Learning to Handle
QUESTION: I love my job but I'm having
difficulty getting along with my boss. Our personalities clash and
we always seem to be getting in petty disagreements. This underlying
tension makes it harder and harder to get up and go to work each day.
Can you offer some ways for us to begin easing the conflict?
ANSWER: The struggles you are experiencing
with your boss may be exacerbated by differences in personality styles.
Since the disagreements you describe occur around "petty" incidents,
it is more likely that your greater difficulty lies in dealing with
authority. Clearly, since your boss is in the position of authority,
you will not win a battle for power. No wonder you are feeling defeated.
Consider two approaches to solving this problem and
reducing tension between you.
Consider what the appropriate
boundaries should be between the two of you. Is your boss crossing
these boundaries or are you crossing your boss' boundaries?
For example: When your boss delegates responsibility, does he or
she stop there, giving feedback but respecting your autonomy to
fulfill your job responsibilities? Or does your boss micro-manage
each step of your project?
If you object to any feedback or to accepting assignments (within
your job description) you may be over reacting to authority. This
can occur because you are either not used to being supervised, or
your experience of authority figures in the past was disappointing.
An unsatisfying relationship with previous authority figures (parents,
teachers, or previous supervisors) can cause you to mistrust or
resist guidance in general. Reflect on whether your boss' personality
triggers any negative associations to previous authority figures
in your life. If so, you could be negatively charging the interactions
between the two of you. Separate these associations from the present
relationship with your boss and count to ten before reacting to
If your boss is micro-managing your every step, he or she is crossing
your boundaries and you will have to address it. Ask to have a meeting
to talk about your work responsibilities. Show appropriate respect
for your boss' position and positive qualities. Let your superior
know you value feedback, but that you are getting so much input
that it is disruptive to your productivity. Establish appropriate
times for feedback and discussion.
Consider whether you are giving
messages of disrespect to your boss in any way. If you are struggling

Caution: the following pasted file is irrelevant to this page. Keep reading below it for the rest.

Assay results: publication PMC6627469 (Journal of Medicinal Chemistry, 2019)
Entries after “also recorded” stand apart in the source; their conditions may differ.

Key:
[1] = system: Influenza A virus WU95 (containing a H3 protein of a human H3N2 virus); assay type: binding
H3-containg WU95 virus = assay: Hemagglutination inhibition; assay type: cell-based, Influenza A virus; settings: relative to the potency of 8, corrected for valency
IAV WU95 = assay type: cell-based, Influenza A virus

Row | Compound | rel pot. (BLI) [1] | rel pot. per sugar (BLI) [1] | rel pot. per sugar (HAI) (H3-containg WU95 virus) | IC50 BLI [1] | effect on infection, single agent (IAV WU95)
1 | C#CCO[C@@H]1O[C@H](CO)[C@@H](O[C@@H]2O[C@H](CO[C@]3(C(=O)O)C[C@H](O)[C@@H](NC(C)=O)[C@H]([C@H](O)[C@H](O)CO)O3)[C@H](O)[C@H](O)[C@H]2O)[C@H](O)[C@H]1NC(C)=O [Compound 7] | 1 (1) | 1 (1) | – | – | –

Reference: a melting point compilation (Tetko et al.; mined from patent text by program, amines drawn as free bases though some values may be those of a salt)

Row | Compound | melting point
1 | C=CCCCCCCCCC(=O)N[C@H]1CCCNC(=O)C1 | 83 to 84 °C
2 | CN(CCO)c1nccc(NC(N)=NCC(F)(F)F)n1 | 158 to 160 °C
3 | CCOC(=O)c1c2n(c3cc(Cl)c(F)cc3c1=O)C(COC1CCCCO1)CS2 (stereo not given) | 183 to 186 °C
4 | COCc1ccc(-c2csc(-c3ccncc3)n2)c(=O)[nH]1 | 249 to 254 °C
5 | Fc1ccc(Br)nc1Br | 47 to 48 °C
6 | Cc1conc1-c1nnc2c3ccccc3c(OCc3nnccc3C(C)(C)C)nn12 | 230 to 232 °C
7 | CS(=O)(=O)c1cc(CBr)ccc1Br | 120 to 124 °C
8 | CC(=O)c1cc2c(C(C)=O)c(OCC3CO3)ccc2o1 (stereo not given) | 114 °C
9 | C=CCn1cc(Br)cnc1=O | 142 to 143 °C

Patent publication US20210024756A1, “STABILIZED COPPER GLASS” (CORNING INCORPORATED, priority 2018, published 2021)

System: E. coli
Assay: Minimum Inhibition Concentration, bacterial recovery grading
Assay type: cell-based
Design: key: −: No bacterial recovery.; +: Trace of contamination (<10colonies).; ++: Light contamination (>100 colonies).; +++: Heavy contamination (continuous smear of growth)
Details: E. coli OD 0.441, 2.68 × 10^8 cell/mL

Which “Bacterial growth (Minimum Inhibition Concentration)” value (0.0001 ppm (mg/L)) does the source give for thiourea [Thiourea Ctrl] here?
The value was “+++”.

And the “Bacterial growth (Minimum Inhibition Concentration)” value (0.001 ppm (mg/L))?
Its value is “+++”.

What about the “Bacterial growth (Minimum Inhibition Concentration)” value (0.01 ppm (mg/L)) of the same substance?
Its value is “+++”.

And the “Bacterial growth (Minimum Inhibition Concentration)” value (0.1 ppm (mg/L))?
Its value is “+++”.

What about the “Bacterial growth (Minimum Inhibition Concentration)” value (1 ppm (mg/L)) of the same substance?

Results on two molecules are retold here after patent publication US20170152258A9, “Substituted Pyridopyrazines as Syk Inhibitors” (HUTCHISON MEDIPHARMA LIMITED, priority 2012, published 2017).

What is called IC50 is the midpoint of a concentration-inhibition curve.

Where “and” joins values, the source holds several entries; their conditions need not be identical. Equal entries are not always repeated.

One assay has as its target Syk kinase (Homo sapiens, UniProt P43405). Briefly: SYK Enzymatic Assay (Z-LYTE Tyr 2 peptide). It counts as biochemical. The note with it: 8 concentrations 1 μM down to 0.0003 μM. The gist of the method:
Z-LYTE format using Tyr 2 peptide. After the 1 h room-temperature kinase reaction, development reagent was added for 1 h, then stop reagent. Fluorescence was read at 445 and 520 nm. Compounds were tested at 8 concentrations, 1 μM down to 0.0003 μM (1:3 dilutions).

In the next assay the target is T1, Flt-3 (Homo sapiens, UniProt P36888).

with authority issues, it may be difficult to let small conflicts
go. You may be expressing your disrespect by "picking fights" about
unimportant things, such as where the water cooler should be placed
or whether to use colored paper clips. Choose your battles. It is
in your best interest to allow this person to feel in control. Small
items do not matter. Big ones do. Clarify the differences for yourself.
If you feel the need is justified, do speak up. But do so in a respectful
If you have come to terms with the fact of your boss' authority
over you and clarified boundaries, mutual respect can be established.
Some peace offering may be beneficial. Consider your boss' positive
qualities and be willing to comment on them as the opportunity presents
itself. Thank him or her for a good idea or suggestion, even if
given to someone else. All of us respond to genuine appreciation.
Balancing criticisms with appreciation may help to deflate the tension
Assuming your boss' comments are not motivated by
a desire to undermine your job performance, there should be some improvement
in your situation following these suggestions. If difficulties persist,
or further help is needed to establish a healthier work environment
do not hesitate to consider other options. A consult with a supervisor
may provide you with a more objective viewpoint.
Gayle Peterson, MSSW, LCSW, PhD is a family therapist specializing in prenatal and family development. She trains professionals in her prenatal counseling model and is the author of An Easier Childbirth, Birthing Normally and her latest book, Making Healthy Families. Her articles on family relationships appear in professional journals and she is an oft-quoted expert in popular magazines such as Woman's Day, Mothering and Parenting. . She also serves on the advisory board for Fit Pregnancy Magazine.
Dr. Gayle Peterson has written family columns for ParentsPlace.com, igrandparents.com, the Bay Area's Parents Press newspaper and the Sierra Foothill's Family Post. She has also hosted a live radio show, "Ask Dr. Gayle" on www.ivillage.com, answering questions on family relationships and parenting. Dr. Peterson has appeared on numerous radio and television interviews including Canadian broadcast as a family and communications expert in the twelve part documentary "Baby's Best Chance". She is former clinical director of the Holistic Health Program at John F. Kennedy University in Northern California and adjunct faculty at the California Institute for Integral Studies in San Francisco. A national public speaker on women's issues and family development, Gayle Peterson practices psychotherapy in Oakland, California and Nevada City, California. She also offers an online certification training program in Prenatal Counseling and Birth Hypnosis. Gayle and is a wife, mother of two adult children and a proud grandmother of three lively boys and one sparkling granddaughter.
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